Water-short Singapore charts a course toward self-sufficiency
A path to progress
The island nation has little water of its own but is determined to shed a reliance on water imports. One key is water recycling, alongside desalination and catchment.
Singapore—Singapore may seem like an unlikely model for the rest of the world when it comes to water management. The island nation has no natural water resources to speak of, and as a newly independent nation half a century ago it was dealing with open sewage, taps running dry in the hot season, and rationing of clean drinking water.
But now, at a time when climate change is making water security an increasingly urgent global issue, Singapore is pointing a path toward self-sufficiency.
It has become a global leader in water management and technology. It is exporting its know-how through actions like annual water conferences. And even as its population grows, the island is on course to achieve water independence by 2060, the year before its final water import treaty with Malaysia expires.
“As a child in Singapore in the 1950s and 1960s, I lived in a typical Third World city. We had no flush toilets, some malnutrition, ethnic riots, and, most importantly of all, no sense of hope for the future,” remembers Kishore Mahbubani, dean of the Lee Kuan Yew school of public policy at the National University of Singapore.
By contrast, Singapore today is one of Asia’s fastest-growing financial centers, and one of the world’s most densely populated cities. Its 5.4 million population is projected to reach 6.9 million by 2030, all on land about one-fourth the size of Rhode Island.
Famous for its long-term planning and forward thinking, Singapore sees water sustainability as an absolute must. Its plan centers around “Four National Taps”: imported water, water from local catchment areas, desalinated water, and reclaimed water known as NEWater.
Imported water. When Singapore’s current agreement with Malaysia expires in 2061, future needs for imported water are expected to be virtually eliminated – along with the old worry that water could be used as political leverage by its larger neighbor to the north.
Water catchment. Singapore captures much of its heavy seasonal rainfall with built-in runoff capture systems that include drains, canals, rivers, and storm-water collection ponds. Two-thirds of Singapore’s land area is water catchment, and rainwater is collected and stored in 17 reservoirs around the island.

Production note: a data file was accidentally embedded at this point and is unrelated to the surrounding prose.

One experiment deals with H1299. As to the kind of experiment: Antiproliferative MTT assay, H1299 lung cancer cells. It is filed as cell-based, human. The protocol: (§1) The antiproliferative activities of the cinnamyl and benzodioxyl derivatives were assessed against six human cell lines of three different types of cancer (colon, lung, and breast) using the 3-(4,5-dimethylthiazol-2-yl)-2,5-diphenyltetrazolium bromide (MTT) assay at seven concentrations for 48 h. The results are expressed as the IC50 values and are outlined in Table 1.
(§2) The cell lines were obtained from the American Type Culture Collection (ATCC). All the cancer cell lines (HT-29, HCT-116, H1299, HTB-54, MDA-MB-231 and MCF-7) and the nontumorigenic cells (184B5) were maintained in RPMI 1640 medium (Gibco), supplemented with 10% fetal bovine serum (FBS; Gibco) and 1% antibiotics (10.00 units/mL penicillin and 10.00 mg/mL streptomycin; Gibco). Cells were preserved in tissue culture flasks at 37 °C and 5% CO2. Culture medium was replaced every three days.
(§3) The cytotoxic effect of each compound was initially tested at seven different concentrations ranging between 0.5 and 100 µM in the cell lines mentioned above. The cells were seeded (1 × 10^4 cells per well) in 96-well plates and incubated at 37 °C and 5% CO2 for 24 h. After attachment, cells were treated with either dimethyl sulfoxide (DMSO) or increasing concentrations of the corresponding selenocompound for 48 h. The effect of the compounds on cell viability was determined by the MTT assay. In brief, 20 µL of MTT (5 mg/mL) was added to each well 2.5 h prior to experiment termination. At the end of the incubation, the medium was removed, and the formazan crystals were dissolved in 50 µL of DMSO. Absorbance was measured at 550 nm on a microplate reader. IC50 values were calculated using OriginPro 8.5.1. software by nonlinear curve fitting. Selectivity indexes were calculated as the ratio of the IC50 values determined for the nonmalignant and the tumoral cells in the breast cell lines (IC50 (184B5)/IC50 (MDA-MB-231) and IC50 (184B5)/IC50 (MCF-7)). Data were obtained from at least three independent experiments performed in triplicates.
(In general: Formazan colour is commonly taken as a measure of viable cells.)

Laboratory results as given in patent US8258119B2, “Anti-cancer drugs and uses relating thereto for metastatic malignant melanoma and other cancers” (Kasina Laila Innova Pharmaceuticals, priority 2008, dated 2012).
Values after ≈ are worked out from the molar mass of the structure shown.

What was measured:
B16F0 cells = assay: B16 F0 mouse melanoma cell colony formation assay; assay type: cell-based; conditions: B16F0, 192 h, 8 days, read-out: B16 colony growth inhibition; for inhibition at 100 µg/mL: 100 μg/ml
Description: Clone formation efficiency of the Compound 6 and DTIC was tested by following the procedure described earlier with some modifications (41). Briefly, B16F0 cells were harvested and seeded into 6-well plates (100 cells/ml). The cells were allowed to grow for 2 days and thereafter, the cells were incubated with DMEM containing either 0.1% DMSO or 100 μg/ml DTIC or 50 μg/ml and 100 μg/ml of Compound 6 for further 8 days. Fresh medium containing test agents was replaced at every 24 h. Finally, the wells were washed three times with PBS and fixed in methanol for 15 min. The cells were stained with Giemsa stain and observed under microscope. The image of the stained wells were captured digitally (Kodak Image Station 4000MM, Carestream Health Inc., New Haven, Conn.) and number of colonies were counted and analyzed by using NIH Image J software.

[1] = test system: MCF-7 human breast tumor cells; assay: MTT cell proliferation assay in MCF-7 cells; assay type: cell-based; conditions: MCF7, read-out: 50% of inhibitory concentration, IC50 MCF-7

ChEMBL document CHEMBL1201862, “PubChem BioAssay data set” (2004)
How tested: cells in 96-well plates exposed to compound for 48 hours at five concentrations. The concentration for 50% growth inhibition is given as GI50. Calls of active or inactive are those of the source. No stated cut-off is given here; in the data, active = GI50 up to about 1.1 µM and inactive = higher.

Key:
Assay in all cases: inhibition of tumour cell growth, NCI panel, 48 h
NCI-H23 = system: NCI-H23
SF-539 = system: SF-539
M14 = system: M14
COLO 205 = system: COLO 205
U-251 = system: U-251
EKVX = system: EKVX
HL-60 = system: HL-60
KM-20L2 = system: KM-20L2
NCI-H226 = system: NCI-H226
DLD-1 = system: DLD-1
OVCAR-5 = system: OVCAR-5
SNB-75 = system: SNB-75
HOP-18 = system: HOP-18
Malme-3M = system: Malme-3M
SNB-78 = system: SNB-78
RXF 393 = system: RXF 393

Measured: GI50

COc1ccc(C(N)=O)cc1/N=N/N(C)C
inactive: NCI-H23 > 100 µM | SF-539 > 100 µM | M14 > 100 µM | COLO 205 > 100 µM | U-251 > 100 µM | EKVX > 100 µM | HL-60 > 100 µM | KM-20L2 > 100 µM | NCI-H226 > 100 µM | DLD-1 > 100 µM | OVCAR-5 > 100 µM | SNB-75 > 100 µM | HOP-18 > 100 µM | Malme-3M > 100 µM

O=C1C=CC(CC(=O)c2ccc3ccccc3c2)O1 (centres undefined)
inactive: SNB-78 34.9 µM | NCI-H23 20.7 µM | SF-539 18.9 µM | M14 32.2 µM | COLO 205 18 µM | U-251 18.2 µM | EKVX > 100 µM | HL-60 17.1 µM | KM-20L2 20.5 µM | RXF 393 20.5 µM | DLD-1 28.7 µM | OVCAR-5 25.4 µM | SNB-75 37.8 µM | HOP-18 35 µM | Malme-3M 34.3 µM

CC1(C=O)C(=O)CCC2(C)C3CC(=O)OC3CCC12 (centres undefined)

Desalinated water. Desalination plants – including one of Asia’s largest seawater reverse-osmosis plants – create the ability to remove excessive salt and minerals from seawater to make it drinkable. (Desalinated seawater is the costliest to produce because desalination plants use more energy, but costs go down as technology improves.)
Recycled water. NEWater, the brand name given to reclaimed water by Singapore's Public Utilities Board (PUB), is produced by further purifying treated used water with advanced membrane technologies and ultraviolet disinfection. It exceeds drinking water standards set by the World Health Organization and the US Environmental Protection Agency.
By 2060, NEWater and desalinated water are expected to supply up to 55 percent and 25 percent, respectively, of the country’s water needs, with reservoirs and imported water supplying the rest.
A cute little mascot named Water Wally, who is shaped like a water droplet, is featured on plastic bottles of NEWater. Water Wally is part of a wide-ranging campaign to develop community stewardship of water resources.
Singaporeans with a sense of history appreciate the steps toward water sustainability.
“The 10 months of water rationing in 1963-64 is a stark reminder for Singaporeans on the existential importance of water,” says George Madhavan of Singapore’s Public Utilities Board.
Still, some worry that younger Singaporeans show no particular zeal for water conservation. The days without flush toilets are long forgotten. And Singaporeans seem to take for granted that clean drinking water is as far away as the nearest tap.
Public service messages about water are frequent, and “Make Every Drop Count” was the theme for Singapore World Water Day 2016.
Some analysts say the path toward more conservation may lie in behavioral economics.
Researcher Cecilia Tortajada, co-author of the 2013 book “The Singapore Water Story,” notes that the price of water has not risen since 2000, when the median employed resident household income was $4,398 and water bills represented 0.69 percent of income. By 2014, household income had increased to $8,292 and the water bill was a minuscule 0.36 percent of income.
Ms. Tortajada also says the average Singaporean uses 150 liters per day, and feels a target to reduce that to 140 liters per day by 2030 is not enough.
“Some European cities already use one-third less water compared with Singapore’s 2030 target,” she wrote in a commentary this year.
Tortajada and book co-author Asit Biswas make the case for a “fifth tap” – higher pricing to promote water conservation – to make Singaporeans think about their personal consumption.
“What is now needed is to go to the behavioral side,” he says. “If you reduce demand by one liter, you don't have to produce that liter.”